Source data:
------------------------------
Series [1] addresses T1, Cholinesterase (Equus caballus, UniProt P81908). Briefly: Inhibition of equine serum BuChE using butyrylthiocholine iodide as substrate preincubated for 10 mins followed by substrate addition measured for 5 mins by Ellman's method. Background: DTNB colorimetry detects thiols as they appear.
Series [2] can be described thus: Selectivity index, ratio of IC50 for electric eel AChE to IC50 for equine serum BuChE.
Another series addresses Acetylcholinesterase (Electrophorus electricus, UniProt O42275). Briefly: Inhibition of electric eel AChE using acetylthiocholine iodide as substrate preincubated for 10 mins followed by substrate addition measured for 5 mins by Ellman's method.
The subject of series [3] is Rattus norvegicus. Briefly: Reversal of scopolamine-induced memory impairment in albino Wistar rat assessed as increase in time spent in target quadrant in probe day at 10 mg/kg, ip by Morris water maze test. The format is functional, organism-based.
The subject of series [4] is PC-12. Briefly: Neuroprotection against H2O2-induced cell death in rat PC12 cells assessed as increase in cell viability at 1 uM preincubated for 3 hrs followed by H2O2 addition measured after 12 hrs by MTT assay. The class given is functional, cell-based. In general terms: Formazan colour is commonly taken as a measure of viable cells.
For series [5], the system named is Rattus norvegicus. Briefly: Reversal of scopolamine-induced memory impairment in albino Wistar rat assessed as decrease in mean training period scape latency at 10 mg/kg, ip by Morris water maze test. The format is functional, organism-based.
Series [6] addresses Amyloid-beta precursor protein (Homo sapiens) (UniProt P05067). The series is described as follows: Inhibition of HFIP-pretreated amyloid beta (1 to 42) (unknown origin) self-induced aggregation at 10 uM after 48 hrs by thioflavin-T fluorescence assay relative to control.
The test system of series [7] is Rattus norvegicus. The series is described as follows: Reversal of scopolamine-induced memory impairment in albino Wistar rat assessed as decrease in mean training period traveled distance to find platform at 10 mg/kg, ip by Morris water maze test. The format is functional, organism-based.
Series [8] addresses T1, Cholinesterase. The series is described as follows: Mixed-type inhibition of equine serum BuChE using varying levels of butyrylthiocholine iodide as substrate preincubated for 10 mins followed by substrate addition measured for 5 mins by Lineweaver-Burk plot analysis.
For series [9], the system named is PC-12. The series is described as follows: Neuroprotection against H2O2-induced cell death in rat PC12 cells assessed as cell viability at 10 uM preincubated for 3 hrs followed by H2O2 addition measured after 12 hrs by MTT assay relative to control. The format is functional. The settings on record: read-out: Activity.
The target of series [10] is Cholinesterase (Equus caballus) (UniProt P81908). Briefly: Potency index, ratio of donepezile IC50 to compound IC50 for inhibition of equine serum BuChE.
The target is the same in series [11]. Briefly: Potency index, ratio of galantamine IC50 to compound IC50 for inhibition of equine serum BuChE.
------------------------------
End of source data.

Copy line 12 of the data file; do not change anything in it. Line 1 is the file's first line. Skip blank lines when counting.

The target is the same in series [11]. Briefly: Potency index, ratio of galantamine IC50 to compound IC50 for inhibition of equine serum BuChE.